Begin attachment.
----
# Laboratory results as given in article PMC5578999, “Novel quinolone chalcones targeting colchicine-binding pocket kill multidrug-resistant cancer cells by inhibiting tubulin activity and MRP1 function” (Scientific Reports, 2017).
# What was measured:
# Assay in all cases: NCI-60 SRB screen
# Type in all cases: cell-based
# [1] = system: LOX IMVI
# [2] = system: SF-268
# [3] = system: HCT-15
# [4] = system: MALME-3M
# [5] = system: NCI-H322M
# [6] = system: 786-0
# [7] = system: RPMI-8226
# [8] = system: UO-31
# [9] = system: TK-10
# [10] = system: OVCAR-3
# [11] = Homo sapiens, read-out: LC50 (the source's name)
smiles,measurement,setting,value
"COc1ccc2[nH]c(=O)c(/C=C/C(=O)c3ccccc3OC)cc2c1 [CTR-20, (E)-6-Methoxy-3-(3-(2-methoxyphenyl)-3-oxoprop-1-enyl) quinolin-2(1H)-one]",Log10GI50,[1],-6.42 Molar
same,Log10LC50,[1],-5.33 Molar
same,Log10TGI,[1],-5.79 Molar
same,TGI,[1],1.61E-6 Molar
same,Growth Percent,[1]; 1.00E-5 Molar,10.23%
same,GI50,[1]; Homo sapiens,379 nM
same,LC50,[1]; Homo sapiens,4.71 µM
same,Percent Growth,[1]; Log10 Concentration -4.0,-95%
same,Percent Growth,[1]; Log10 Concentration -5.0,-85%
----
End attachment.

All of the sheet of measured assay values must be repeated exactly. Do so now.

# Laboratory results as given in article PMC5578999, “Novel quinolone chalcones targeting colchicine-binding pocket kill multidrug-resistant cancer cells by inhibiting tubulin activity and MRP1 function” (Scientific Reports, 2017).
# What was measured:
# Assay in all cases: NCI-60 SRB screen
# Type in all cases: cell-based
# [1] = system: LOX IMVI
# [2] = system: SF-268
# [3] = system: HCT-15
# [4] = system: MALME-3M
# [5] = system: NCI-H322M
# [6] = system: 786-0
# [7] = system: RPMI-8226
# [8] = system: UO-31
# [9] = system: TK-10
# [10] = system: OVCAR-3
# [11] = Homo sapiens, read-out: LC50 (the source's name)
smiles,measurement,setting,value
"COc1ccc2[nH]c(=O)c(/C=C/C(=O)c3ccccc3OC)cc2c1 [CTR-20, (E)-6-Methoxy-3-(3-(2-methoxyphenyl)-3-oxoprop-1-enyl) quinolin-2(1H)-one]",Log10GI50,[1],-6.42 Molar
same,Log10LC50,[1],-5.33 Molar
same,Log10TGI,[1],-5.79 Molar
same,TGI,[1],1.61E-6 Molar
same,Growth Percent,[1]; 1.00E-5 Molar,10.23%
same,GI50,[1]; Homo sapiens,379 nM
same,LC50,[1]; Homo sapiens,4.71 µM
same,Percent Growth,[1]; Log10 Concentration -4.0,-95%
same,Percent Growth,[1]; Log10 Concentration -5.0,-85%